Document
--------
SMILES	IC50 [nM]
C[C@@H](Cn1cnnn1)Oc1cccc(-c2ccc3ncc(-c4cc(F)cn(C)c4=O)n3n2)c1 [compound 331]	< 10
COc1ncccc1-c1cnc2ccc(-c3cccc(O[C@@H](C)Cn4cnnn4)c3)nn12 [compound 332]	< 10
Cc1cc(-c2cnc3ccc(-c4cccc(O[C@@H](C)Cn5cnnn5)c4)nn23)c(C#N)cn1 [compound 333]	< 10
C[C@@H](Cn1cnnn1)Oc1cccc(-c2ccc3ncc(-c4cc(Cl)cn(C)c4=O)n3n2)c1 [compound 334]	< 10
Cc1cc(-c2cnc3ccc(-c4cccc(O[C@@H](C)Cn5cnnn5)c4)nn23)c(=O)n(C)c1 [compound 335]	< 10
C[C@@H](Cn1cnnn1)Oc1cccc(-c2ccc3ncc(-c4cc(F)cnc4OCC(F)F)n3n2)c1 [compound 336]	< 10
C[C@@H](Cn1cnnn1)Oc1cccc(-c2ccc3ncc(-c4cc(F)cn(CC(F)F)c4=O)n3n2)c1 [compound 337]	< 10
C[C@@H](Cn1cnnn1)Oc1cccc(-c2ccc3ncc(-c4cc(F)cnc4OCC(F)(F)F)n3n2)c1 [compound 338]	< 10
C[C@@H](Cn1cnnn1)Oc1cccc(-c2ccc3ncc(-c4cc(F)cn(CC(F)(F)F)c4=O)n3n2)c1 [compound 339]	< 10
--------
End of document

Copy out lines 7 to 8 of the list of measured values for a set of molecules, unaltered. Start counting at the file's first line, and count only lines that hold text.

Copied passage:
C[C@@H](Cn1cnnn1)Oc1cccc(-c2ccc3ncc(-c4cc(F)cnc4OCC(F)F)n3n2)c1 [compound 336]	< 10
C[C@@H](Cn1cnnn1)Oc1cccc(-c2ccc3ncc(-c4cc(F)cn(CC(F)F)c4=O)n3n2)c1 [compound 337]	< 10